Future of Research issues statement in support of the NIH Grant Support Index

Future of Research issues statement in support of the NIH Grant Support Index

As described in our recent post, the National Institutes of Health have proposed a cap on the level of funding that individual investigators can be awarded from NIH. In “New NIH Approach to Grant Funding Aimed at Optimizing Stewardship of Taxpayer Dollars“, NIH Director Francis Collins announced the move in an attempt to redress imbalances with funding, and to particularly focus on early- and mid-career investigators.   We have asked you to get in touch with NIH about your opinions on the GSI, and have issued a statement ourselves below in support of the proposed measures, which you can also find in PDF format here:   Overview The Board of Directors of Future of Research (FoR) wish to express our support for the National Institutes of Health’s proposal to limit grant support by implementing the Grant Support Index (GSI): https://www.nih.gov/about-nih/who-we-are/nih-director/statements/new-nih-approach-grant-funding-aimed-optimizing-stewardship-taxpayer-dollars.   We applaud the NIH for using data to shape its policies on the distribution of limited research dollars.  There is ample evidence of diminishing returns as a single lab continues to receive additional funding.  The number of principal investigators who would be affected by the proposed cap is dwarfed by the number of additional awards that could be more efficiently distributed across NIH investigators.  As pointed out in a recent analysis of the distribution of R01s, certain institutions and investigators may be more affected than others.  Investigators and institutions are likely to be biased in the face of a potential loss of funding  – a measure that institutions erroneously use as a metric of their success – and as roughly 65% of NIH-funded investigators have the equivalent of one R01...
The NIH need to hear from YOU about the Grant Support Index

The NIH need to hear from YOU about the Grant Support Index

On June 8th and 9th the National Institutes of Health Advisory Council to the Director will meet. On the afternoon of the first day, the Grant Support Index (GSI, which is being used with reference to the proposed cap on NIH funding), will be discussed. Given the intense debate about the new NIH grant cap proposed that occurred at the NIH Council of Councils recently it is very important to make sure that all voices are heard in this discussion.   The voices that the NIH are most likely to hear from on these issues are the ones with the largest megaphones, including the very people who may already are above the cap, and the few institutions that support large numbers of these investigators. We at Future of Research think it is vitally important that NIH hears from all NIH-funded, or potentially NIH-funded, investigators and researchers, including early career researchers. We are asking you to let the NIH know what you think in at least one, but preferably ALL, of the following ways, before June 8:   Send a letter (we provide a template below which you are free to edit as you see fit) to: Francis Collins: francis.collins[at]nih.gov Lawrence Tabak: lawrence.tabak[at]nih.gov Michael Lauer: michael.lauer[at]nih.gov The director of your specific institute(s), if applicable Comment on the NIH blog post. Send comments to info[at]futureofresearch.org if you think there are points we should consider for the statement we are drafting. If you are in DC June 8th, consider attending the open session at the Advisory Council to the Director’s meeting to express your opinion. The GSI will be discussed at 1pm on Thursday June 8th (and it is...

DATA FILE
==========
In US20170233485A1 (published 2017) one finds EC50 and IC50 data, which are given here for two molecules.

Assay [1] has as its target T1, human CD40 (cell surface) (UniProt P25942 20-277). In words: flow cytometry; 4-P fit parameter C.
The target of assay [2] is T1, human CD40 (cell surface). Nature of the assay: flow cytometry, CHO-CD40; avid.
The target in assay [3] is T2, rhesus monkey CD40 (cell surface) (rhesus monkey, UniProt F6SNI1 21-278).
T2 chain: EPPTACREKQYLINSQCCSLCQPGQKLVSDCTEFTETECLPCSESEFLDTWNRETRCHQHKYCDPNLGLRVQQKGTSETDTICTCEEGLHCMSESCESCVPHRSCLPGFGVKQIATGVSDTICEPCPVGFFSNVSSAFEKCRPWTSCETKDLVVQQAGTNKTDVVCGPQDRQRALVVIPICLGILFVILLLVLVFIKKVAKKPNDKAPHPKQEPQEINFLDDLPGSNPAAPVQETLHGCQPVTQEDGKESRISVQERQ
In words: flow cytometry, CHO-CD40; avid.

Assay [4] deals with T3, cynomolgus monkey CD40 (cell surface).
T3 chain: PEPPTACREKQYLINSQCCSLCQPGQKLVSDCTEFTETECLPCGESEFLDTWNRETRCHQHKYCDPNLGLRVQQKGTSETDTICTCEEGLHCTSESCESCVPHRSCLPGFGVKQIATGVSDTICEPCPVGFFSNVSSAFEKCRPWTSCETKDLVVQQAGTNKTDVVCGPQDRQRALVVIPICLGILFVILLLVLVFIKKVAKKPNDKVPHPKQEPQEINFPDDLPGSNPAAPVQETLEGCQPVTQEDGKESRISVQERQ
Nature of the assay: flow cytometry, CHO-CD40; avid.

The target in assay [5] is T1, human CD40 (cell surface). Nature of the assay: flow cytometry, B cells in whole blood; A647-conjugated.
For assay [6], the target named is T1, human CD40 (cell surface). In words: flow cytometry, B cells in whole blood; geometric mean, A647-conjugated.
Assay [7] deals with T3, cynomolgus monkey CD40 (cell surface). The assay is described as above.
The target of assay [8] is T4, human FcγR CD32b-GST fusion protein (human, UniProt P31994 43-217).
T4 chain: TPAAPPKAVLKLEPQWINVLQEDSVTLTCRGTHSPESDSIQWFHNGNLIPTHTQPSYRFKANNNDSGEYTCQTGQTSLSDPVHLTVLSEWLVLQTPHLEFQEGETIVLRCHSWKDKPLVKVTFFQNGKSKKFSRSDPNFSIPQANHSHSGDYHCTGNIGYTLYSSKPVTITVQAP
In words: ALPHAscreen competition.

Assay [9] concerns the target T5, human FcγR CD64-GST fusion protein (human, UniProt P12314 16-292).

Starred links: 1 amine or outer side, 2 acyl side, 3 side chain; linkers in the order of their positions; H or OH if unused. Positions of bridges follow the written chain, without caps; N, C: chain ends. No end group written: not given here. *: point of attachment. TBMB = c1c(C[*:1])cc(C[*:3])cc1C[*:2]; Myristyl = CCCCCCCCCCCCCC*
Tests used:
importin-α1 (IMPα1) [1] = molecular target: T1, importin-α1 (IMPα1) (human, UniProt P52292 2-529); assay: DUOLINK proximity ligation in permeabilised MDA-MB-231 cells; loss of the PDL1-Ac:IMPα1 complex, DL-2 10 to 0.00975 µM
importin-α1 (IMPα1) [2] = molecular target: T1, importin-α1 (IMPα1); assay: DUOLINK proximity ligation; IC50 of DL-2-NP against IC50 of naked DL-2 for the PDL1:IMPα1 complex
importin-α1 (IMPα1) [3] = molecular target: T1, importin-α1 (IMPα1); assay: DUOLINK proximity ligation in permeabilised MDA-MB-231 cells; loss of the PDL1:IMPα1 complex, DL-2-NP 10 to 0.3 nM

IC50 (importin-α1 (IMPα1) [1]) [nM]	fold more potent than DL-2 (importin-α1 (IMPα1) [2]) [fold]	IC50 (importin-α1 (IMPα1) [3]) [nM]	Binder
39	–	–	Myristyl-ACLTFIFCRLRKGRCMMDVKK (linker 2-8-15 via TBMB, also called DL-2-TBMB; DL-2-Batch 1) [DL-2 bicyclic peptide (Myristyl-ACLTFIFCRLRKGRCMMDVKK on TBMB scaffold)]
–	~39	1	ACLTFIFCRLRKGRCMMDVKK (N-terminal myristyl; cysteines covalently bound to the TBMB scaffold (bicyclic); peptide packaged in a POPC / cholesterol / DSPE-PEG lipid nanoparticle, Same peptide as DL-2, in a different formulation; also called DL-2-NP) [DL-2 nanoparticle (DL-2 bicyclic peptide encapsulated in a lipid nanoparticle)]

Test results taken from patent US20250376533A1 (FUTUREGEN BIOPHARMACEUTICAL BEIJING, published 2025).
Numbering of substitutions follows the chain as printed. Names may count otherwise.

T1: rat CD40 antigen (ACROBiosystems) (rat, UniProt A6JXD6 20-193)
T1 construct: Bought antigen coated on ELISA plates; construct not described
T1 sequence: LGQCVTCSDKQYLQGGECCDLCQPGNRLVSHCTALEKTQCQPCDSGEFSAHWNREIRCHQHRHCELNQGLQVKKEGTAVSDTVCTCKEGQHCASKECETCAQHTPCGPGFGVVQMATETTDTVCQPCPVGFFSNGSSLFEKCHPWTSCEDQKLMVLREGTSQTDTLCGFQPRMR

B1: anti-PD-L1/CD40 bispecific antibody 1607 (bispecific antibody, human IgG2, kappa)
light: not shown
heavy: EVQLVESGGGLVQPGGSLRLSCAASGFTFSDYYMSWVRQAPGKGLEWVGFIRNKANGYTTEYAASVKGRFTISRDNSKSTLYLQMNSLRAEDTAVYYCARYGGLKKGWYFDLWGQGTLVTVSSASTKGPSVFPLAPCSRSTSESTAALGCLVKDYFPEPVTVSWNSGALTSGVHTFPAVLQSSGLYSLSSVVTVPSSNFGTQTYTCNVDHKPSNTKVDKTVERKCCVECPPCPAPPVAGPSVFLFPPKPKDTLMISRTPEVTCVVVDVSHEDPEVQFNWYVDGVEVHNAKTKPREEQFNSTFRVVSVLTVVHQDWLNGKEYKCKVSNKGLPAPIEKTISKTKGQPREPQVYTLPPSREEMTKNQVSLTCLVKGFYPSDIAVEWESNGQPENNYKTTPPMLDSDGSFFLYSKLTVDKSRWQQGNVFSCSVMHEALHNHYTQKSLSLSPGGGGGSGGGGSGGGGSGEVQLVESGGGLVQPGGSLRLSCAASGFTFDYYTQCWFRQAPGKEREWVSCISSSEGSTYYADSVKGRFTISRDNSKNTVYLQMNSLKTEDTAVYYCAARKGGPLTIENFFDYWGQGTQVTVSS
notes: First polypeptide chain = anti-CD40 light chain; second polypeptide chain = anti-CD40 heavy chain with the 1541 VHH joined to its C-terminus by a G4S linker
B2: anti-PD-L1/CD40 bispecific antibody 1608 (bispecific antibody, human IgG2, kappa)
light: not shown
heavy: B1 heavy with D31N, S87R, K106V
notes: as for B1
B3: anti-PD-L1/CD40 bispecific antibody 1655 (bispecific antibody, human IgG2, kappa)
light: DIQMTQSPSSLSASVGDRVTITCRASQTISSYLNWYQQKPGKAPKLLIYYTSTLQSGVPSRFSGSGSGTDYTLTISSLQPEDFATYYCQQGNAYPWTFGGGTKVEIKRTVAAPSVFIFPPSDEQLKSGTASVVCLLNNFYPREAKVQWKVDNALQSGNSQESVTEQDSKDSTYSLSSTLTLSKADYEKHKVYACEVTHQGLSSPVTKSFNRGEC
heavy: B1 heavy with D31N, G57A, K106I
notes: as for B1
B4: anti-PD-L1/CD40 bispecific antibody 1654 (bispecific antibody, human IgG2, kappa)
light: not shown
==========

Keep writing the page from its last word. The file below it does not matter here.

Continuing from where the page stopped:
Tracking Postdoc Trends and Outcomes at the NIH: a Talk by Dr. P. Kay Lund

Tracking Postdoc Trends and Outcomes at the NIH: a Talk by Dr. P. Kay Lund

This is a guest post by Future of Research policy activist, Adriana Bankston, who moderated this plenary session at the 2017 NPA meeting.   In a recent post, we summarized the talk given by Dr. Nancy Calvin-Naylor in one of the plenary sessions at the 2017 National Postdoctoral Association Annual Meeting entitled “Data driven approaches to tracking postdocs.” The second of the two main speakers in this session was Dr. P. Kay Lund, Director of the Division of Biomedical Research Workforce (DBRW) at the National Institutes of Health.   What is the mission of the DBRW? Dr. P. Kay Lund began her talk entitled “Tracking postdoc trends and outcomes at the NIH” by describing the mission and structure of the Division of Biomedical Research Workforce (DBRW). The mission of the DBRW is develop, maintain, enhance and assess NIH policies and programs that support innovative research training, career development and diversity of the biomedical research workforce. To achieve these goals DBRW advises trans-NIH on policy and programs for training and career development, and conducts research and economic analyses related to biomedical research workforce and the associated career options and labor market.   NIH trends in training of postdoctoral researchers and early faculty One of the goals of the DBRW is to examine the trends in training and career development support for postdoctorates and early faculty according to NIH data from 1998-2015. For training purposes, the number of postdoctoral training grant appointments slightly decreased since 2011, whereas the number of individual fellowships remained relatively the same. In terms of career development, there has been an increase in individual career development awards...